For a majority of the past twenty years, the U.S. Secretary of State has been a woman. Over that same period of time, women have served as president of Harvard, MIT, Princeton, Penn, Brown, Duke, and other elite universities. Since 2014, the chairman of the Federal Reserve—arguably the world’s single most important economic policymaker—has been a woman too. Meanwhile, female CEOs can be found at a wide range of U.S. companies, including General Motors, PepsiCo, IBM, Hewlett Packard Enterprise, Oracle, YouTube, Lockheed Martin, General Dynamics, and Campbell Soup.
And of course, our country now has its first major-party female presidential nominee.
Despite all that, we continually hear that American society is not doing enough to promote women’s leadership. Facebook COO Sheryl Sandberg, for example, has complained about the relatively low percentage of women in senior-level corporate jobs, and also about the “gender stereotypes” she believes are holding women back. In 2014, she launched a campaign urging people to stop describing assertive girls as “bossy.”
Everyone can agree that we should encourage young women to pursue their interests, discover their passions, and work to achieve their goals. However, it is misguided for society to exalt “leadership” as the mountain top of professional success.
As Katherine Connell of National Review has observed:
Most girls will not grow up to be leaders, and this isn’t a bad thing: Leadership is the calling of a few, by definition. Acting as if it should be a universal aspiration will inevitably set some kids up for disappointment and failure, and it devalues the work of the vast majority of people who don’t wield great power or influence, and don’t want to.
Indeed, when we tell young women to make the boardroom or the corner office their highest ambition, we implicitly denigrate the choices of those women who decide to be, say, schoolteachers, nurses, or stay-at-home moms. That may not be our intention, but it’s the unavoidable result of our fixation with women’s leadership.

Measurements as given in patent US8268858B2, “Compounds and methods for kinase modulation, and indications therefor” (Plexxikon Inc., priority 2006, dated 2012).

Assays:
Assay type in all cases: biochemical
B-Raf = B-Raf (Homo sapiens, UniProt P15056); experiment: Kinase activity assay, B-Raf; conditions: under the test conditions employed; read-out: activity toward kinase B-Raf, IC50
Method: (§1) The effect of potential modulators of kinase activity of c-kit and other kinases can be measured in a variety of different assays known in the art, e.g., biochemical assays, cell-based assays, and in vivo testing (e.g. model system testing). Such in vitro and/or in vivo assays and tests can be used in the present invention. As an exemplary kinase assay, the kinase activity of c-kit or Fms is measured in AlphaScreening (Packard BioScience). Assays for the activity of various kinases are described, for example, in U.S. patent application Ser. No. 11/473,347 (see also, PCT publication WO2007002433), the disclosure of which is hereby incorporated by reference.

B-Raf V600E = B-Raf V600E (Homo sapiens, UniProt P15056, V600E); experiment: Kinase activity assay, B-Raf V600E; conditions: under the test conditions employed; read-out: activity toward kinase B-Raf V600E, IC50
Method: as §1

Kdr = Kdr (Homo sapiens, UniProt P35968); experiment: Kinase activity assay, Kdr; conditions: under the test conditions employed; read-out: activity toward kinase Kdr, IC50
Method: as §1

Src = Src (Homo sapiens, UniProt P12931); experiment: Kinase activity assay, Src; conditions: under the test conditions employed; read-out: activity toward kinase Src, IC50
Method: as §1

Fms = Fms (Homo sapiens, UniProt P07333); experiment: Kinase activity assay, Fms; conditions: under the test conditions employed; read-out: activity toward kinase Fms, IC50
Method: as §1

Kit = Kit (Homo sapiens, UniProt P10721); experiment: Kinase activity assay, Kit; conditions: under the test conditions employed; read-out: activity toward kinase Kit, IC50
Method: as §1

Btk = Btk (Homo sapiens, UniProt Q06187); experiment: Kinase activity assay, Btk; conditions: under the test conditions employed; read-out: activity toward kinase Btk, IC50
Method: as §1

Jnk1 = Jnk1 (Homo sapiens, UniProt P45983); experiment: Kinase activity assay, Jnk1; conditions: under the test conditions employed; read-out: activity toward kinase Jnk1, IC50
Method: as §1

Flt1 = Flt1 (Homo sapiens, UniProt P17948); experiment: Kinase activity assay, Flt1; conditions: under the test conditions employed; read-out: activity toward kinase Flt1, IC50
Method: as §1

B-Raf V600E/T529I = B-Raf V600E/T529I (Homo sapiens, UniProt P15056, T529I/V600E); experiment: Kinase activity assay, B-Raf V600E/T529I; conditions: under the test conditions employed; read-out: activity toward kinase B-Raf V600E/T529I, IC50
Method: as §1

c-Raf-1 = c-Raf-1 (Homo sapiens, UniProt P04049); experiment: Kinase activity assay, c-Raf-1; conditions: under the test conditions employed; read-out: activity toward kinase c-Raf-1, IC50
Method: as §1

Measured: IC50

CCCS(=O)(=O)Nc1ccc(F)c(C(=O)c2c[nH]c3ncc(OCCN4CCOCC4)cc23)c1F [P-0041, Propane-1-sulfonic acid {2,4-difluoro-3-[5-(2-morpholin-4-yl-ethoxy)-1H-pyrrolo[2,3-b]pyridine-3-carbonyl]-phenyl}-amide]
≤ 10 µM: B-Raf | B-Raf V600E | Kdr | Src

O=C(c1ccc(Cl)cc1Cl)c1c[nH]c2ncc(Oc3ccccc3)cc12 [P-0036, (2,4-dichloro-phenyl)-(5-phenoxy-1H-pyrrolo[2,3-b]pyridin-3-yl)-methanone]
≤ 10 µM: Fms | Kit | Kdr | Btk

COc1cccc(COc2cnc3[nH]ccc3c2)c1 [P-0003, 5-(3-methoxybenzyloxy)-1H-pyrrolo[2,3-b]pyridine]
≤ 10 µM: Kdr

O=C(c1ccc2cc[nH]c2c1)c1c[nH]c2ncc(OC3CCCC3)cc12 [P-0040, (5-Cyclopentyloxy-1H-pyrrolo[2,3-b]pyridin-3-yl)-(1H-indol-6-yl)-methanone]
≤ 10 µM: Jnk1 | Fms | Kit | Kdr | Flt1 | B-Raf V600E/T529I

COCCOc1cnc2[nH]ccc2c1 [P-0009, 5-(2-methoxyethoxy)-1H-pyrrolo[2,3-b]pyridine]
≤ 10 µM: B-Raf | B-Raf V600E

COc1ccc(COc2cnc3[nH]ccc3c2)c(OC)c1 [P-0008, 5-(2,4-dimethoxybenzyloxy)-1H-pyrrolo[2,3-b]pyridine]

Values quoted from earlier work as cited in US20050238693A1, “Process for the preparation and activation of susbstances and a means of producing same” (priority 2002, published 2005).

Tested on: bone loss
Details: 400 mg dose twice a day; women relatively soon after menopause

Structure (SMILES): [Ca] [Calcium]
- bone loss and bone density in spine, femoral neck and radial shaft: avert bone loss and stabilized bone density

Rather than obsess over the share of female executives at Fortune 500 companies, we should support practical measures that expand opportunity for all Americans, while keeping in mind that men and women often have divergent priorities.
On that score, Harvard Business School analysts Francesca Gino, Caroline Ashley Wilmuth, and Alison Wood Brooks published some fascinating research last year. After surveying male and female views of leadership and professional advancement, the Harvard team reported:
Across nine studies using diverse sample populations (executives in high-power positions, graduates of a top MBA program, undergraduate students, and online panels of working adults) and over 4,000 participants, we find that, compared to men, women have a higher number of life goals, place less importance on power-related goals, associate more negative outcomes (e.g., goal conflict and tradeoffs) with high-power positions, perceive power as less desirable though equally attainable, and are less likely to take advantage of opportunities for professional advancement.
In other words, many women don’t have a C-suite job because they don’t want a C-suite job. That doesn’t make them unambitious or unimpressive. It just means that certain things—family, friends, work-life balance—matter more to them than becoming a corporate executive.
To return to Katherine Connell’s point: Leadership is not a universal aspiration, and pretending otherwise does nothing to boost women’s confidence. In fact, it can damage women’s confidence, by making them feel like underachievers.
What we should do instead is remind women—especially young women—that there are countless ways to enjoy a successful, fulfilling life. Some people are eager to climb the corporate, organizational, or political ladder. Others are drawn to different kinds of work, including the work of motherhood. We all find reward and satisfaction in our own way.
Perhaps that’s too old-fashioned a message for the likes of Sheryl Sandberg. But it’s a message that happens to be true.